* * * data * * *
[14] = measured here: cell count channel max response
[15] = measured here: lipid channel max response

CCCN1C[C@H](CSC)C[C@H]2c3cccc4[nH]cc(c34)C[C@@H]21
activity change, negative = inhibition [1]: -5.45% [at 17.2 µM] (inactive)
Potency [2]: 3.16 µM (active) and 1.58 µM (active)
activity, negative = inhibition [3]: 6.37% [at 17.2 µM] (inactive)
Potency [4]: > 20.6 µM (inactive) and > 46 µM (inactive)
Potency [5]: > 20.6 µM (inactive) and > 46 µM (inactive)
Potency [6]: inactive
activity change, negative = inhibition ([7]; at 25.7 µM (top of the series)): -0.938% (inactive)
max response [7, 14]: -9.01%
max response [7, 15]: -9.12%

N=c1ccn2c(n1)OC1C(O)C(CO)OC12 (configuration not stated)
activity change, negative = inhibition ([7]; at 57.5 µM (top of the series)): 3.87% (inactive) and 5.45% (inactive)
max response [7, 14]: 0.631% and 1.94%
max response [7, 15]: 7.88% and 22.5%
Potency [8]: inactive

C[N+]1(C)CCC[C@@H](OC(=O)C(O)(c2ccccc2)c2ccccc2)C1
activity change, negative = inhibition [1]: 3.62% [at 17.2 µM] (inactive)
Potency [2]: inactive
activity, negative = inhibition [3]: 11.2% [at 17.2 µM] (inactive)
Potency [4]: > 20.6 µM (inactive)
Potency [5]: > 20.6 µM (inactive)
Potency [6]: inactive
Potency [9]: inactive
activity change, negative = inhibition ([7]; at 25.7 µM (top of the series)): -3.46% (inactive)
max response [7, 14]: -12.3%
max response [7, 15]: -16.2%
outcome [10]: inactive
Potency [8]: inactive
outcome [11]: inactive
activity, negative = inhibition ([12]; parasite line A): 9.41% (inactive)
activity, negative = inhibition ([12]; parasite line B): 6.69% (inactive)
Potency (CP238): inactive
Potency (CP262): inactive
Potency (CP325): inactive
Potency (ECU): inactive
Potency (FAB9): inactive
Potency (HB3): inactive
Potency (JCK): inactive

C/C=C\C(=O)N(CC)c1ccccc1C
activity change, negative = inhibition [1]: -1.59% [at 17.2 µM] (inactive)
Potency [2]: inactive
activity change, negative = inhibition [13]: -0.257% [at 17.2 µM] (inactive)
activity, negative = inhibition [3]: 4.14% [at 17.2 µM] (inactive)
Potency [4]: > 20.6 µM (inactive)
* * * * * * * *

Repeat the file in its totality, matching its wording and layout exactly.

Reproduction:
[14] = measured here: cell count channel max response
[15] = measured here: lipid channel max response

CCCN1C[C@H](CSC)C[C@H]2c3cccc4[nH]cc(c34)C[C@@H]21
activity change, negative = inhibition [1]: -5.45% [at 17.2 µM] (inactive)
Potency [2]: 3.16 µM (active) and 1.58 µM (active)
activity, negative = inhibition [3]: 6.37% [at 17.2 µM] (inactive)
Potency [4]: > 20.6 µM (inactive) and > 46 µM (inactive)
Potency [5]: > 20.6 µM (inactive) and > 46 µM (inactive)
Potency [6]: inactive
activity change, negative = inhibition ([7]; at 25.7 µM (top of the series)): -0.938% (inactive)
max response [7, 14]: -9.01%
max response [7, 15]: -9.12%

N=c1ccn2c(n1)OC1C(O)C(CO)OC12 (configuration not stated)
activity change, negative = inhibition ([7]; at 57.5 µM (top of the series)): 3.87% (inactive) and 5.45% (inactive)
max response [7, 14]: 0.631% and 1.94%
max response [7, 15]: 7.88% and 22.5%
Potency [8]: inactive

C[N+]1(C)CCC[C@@H](OC(=O)C(O)(c2ccccc2)c2ccccc2)C1
activity change, negative = inhibition [1]: 3.62% [at 17.2 µM] (inactive)
Potency [2]: inactive
activity, negative = inhibition [3]: 11.2% [at 17.2 µM] (inactive)
Potency [4]: > 20.6 µM (inactive)
Potency [5]: > 20.6 µM (inactive)
Potency [6]: inactive
Potency [9]: inactive
activity change, negative = inhibition ([7]; at 25.7 µM (top of the series)): -3.46% (inactive)
max response [7, 14]: -12.3%
max response [7, 15]: -16.2%
outcome [10]: inactive
Potency [8]: inactive
outcome [11]: inactive
activity, negative = inhibition ([12]; parasite line A): 9.41% (inactive)
activity, negative = inhibition ([12]; parasite line B): 6.69% (inactive)
Potency (CP238): inactive
Potency (CP262): inactive
Potency (CP325): inactive
Potency (ECU): inactive
Potency (FAB9): inactive
Potency (HB3): inactive
Potency (JCK): inactive

C/C=C\C(=O)N(CC)c1ccccc1C
activity change, negative = inhibition [1]: -1.59% [at 17.2 µM] (inactive)
Potency [2]: inactive
activity change, negative = inhibition [13]: -0.257% [at 17.2 µM] (inactive)
activity, negative = inhibition [3]: 4.14% [at 17.2 µM] (inactive)
Potency [4]: > 20.6 µM (inactive)